made familiar with; accustomed to: I am used to hitchhiking.
(takes an infinitive or implied infinitive) used as an auxiliary to express habitual or accustomed actions, states, etc, taking place in the past but not continuing into the present: I don’t drink these days, but I used to; I used to fish here every day.
Usage: The most common negative form of used to is didn’t used to (or didn’t use to), but in formal contexts used not to is preferred
Collins English Dictionary – Complete and Unabridged, 12th Edition 2014 © HarperCollins Publishers 1991, 1994, 1998, 2000, 2003, 2006, 2007, 2009, 2011, 2014
If something used to /juːs tuː, juːs tə/ happen, it happened regularly in the past but does not happen now. Similarly, if something used to be true, it was true in the past but is not true now.
She used to go swimming every day.
I used to be afraid of you.
In conversation, you can say that something didn’t use to happen or didn’t use to be true.
The house didn’t use to be so clean.
Many people use the form didn’t used to instead of didn’t use to. However, some people think that this use is incorrect.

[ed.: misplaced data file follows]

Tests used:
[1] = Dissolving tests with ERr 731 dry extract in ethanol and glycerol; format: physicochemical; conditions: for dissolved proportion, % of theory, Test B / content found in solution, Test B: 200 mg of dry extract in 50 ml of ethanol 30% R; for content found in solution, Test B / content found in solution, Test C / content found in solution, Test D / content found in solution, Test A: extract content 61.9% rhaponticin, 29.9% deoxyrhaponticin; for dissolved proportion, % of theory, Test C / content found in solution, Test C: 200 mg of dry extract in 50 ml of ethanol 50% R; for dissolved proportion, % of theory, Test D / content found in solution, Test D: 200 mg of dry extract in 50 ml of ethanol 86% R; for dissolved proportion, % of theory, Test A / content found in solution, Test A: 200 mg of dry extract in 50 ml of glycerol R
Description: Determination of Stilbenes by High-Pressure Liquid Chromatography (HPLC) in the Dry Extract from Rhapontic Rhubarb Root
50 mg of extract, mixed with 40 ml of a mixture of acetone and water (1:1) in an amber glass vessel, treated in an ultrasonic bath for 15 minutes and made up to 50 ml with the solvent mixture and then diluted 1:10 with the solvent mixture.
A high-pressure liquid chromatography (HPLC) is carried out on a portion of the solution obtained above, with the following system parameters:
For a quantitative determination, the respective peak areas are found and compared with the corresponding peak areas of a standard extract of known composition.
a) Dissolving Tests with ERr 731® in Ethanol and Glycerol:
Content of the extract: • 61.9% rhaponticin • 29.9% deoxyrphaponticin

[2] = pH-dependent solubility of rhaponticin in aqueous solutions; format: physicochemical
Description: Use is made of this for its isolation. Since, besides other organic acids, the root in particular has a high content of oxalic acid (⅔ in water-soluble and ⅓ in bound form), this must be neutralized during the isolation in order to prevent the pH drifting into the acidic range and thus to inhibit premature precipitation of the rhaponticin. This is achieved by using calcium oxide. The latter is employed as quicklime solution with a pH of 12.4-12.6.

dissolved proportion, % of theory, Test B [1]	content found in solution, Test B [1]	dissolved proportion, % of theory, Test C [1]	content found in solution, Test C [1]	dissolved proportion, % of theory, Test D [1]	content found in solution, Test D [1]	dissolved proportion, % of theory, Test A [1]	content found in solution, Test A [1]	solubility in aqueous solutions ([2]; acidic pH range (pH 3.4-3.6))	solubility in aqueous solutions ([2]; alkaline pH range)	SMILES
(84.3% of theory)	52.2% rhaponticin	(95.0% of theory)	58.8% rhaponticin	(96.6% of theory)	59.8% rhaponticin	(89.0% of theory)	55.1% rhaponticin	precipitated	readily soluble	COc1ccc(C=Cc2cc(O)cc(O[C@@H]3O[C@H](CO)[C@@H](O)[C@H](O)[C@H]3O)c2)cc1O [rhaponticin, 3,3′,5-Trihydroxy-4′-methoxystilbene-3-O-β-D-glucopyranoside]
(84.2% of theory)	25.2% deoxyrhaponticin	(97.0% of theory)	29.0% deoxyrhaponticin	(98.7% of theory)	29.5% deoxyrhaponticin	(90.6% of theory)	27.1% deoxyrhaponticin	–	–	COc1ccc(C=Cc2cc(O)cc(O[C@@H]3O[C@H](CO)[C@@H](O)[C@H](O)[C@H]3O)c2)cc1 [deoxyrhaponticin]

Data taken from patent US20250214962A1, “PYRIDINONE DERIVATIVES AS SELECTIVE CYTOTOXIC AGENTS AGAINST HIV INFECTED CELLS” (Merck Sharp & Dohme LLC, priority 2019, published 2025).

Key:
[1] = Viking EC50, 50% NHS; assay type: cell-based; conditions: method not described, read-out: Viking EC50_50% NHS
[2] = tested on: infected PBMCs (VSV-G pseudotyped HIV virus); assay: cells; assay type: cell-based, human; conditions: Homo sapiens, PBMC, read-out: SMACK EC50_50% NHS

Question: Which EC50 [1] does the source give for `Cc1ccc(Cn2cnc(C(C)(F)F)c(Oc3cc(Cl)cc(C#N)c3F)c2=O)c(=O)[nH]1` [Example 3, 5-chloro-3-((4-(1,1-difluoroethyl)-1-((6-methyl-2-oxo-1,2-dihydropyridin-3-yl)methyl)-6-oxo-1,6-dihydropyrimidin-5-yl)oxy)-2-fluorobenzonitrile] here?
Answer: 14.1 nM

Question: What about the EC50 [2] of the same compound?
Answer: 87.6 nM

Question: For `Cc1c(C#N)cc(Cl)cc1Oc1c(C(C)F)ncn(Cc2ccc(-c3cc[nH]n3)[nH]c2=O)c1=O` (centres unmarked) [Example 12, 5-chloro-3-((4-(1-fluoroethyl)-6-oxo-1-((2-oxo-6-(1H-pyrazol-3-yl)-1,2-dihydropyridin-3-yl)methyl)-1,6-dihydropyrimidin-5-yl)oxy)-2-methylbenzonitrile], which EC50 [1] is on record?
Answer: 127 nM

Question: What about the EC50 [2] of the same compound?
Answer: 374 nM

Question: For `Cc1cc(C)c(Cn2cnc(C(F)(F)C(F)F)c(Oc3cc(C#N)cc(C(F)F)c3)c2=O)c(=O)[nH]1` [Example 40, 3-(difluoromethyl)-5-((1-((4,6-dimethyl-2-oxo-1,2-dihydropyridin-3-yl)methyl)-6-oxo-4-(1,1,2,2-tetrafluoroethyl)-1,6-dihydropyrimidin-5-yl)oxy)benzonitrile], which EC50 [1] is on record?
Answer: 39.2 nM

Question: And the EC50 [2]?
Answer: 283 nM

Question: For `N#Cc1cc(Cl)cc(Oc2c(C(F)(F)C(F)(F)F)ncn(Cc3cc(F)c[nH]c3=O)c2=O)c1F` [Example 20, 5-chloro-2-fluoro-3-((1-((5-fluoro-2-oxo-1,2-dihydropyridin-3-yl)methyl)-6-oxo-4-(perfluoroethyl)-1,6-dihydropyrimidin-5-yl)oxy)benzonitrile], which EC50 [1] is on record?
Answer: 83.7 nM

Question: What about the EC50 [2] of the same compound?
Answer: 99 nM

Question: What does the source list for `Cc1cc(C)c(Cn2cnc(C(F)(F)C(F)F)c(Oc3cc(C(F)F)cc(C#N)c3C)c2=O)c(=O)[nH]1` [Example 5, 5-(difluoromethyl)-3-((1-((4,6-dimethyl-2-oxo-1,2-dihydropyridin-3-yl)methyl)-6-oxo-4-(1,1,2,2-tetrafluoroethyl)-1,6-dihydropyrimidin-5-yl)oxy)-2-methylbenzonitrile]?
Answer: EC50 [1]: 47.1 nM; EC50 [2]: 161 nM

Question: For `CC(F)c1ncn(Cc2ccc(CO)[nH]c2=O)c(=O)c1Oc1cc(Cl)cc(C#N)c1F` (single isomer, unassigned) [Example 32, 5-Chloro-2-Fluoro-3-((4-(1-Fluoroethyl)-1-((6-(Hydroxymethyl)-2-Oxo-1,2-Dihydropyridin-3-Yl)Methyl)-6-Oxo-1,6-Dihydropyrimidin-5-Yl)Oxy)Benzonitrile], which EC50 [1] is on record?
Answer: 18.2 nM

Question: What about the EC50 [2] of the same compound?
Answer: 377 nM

They didn’t used to mind what we did.
You can also say that something never used to happen or be true.
Where I lived before, we never used to have posters on the walls.
Snooker and darts never used to be shown on television.
You can also say that something used not to happen or be true. This is a fairly formal use.
It used not to be taxable, but now it will be subject to tax.
In standard English you don’t say that something ‘usedn’t to‘ happen or be true.
You form yes/no-questions with used to by putting did in front of the subject, followed by use to.
Did you use to do that, when you were a kid?
Many people use the form used to instead of use to in questions. However, some people think that this use is incorrect.
Did you used to live here?
Used to can also be used in wh-questions. If the wh-word is the subject of the clause, or part of the subject, you put used to after it, without an auxiliary verb.
What used to annoy you most about him?
If the wh-word is the object of the clause, or part of the object, you use the auxiliary verb do after it, followed by the subject and used to.
What did you used to do on Sundays?
Used to has another meaning. If you are used to something, you have become familiar with it and you accept it. With this sense, used to is preceded by the verb be or get, and is followed by a noun or an -ing form.
It doesn’t frighten them. They‘re used to it.
I‘m used to getting up early.
It’s very noisy here, but you’ll get used to it.
Collins COBUILD English Usage © HarperCollins Publishers 1992, 2004, 2011, 2012